Belledune, N.B., oil terminal developer refutes First Nations allegations

In a press release from Chaleur Terminals Inc., the company says its efforts to educate local people, municipalites, and First Nations communities about its Belledune, N.B., tank farm and railway system project have been "extensive." The release says a "First Nations Summary Log" has been provided to the government

Mi'gmaq communities trying to get judge to halt permits say they weren't consulted

Chaleur Terminals purchased 250 acres of land from the Port of Belledune in 2014, and had planned to begin construction by 2016 (Bridget Yard/CBC)

Chaleur Terminals Inc., the company behind a Belledune, N.B., oil tank farm and railway system, says its efforts to educate local people, municipalities, and First Nations communities about the project have been "extensive."

A press release from the company says a "First Nations Summary Log" has been provided to the government and shows records of meetings, phone calls, and emails from the company.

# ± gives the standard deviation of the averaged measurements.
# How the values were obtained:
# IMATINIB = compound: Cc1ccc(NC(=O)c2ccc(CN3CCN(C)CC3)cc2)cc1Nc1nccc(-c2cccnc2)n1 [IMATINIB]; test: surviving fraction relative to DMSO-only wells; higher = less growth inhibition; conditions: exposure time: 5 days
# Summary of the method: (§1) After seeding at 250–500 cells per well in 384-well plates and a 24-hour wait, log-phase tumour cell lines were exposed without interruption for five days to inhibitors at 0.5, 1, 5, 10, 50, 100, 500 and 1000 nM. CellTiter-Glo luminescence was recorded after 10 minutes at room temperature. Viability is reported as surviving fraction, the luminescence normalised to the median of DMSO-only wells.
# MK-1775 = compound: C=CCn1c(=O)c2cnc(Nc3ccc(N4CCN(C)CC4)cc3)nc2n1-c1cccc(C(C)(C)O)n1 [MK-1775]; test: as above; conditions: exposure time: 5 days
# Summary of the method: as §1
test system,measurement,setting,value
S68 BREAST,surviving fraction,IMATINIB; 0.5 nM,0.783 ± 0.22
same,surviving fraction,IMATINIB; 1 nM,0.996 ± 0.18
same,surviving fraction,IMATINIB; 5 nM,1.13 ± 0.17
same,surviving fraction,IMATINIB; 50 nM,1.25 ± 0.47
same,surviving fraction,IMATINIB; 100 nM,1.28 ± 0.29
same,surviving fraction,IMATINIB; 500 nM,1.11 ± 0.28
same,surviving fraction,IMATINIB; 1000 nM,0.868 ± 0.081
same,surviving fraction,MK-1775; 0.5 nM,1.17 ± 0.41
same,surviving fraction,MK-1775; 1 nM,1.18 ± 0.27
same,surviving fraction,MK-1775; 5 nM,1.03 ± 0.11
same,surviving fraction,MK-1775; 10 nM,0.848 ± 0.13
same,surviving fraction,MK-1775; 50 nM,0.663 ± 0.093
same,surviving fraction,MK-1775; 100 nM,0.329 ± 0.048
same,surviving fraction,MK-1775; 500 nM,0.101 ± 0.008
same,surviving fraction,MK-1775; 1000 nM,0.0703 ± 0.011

"Several of these attempts resulted in no response over the course of the last few years," it reads.

The Mi'gmawei Mawiomi Secretariat, representing 3 Gaspé First Nations, is challenging CTI's permit to build in Belledune in Campbellton's Court of Queen's Bench.

MMS and Listuguj First Nation are named applicants in a judicial review of the province of New Brunswick's decision to allow CTI's project at the Port of Belledune.

Lawyers for MMS and Listuguj presented their arguments earlier this week before Justice Lucie Lavigne in Campbellton, and lawyers for CTI and the province will respond May 17-19.

Arguments of oil by rail danger "not relevant"

In the press release, entitled "Belledune Export Terminal Media Response," the company further explains its position and its project.

Troy Jerome, executive director of the Mi’gmawei Mawiomi Secretariat says the province has to grant permits in the proper way, because of ancestral land rights. (CBC)
It refers to the company's work with service providers such as CN and the Port of Belledune.

"The railway transportation is the responsibility of CN Rail and is federally regulated by Transport Canada," it reads.

"Arguments against shipping of oil by rail along rivers in the Matapedia Valley to Belledune are not relevant in this activity as it is outside of CTI's project."

The Chaleur Terminals project, which would see 220 rail cars filled with Alberta oil travel by rail to Belledune each day, has received approval from the provincial government, and has registered an environmental impact assessment, which has been approved.

Requests to the company in Calgary for copies of the summary log, and for interviews by phone have been denied.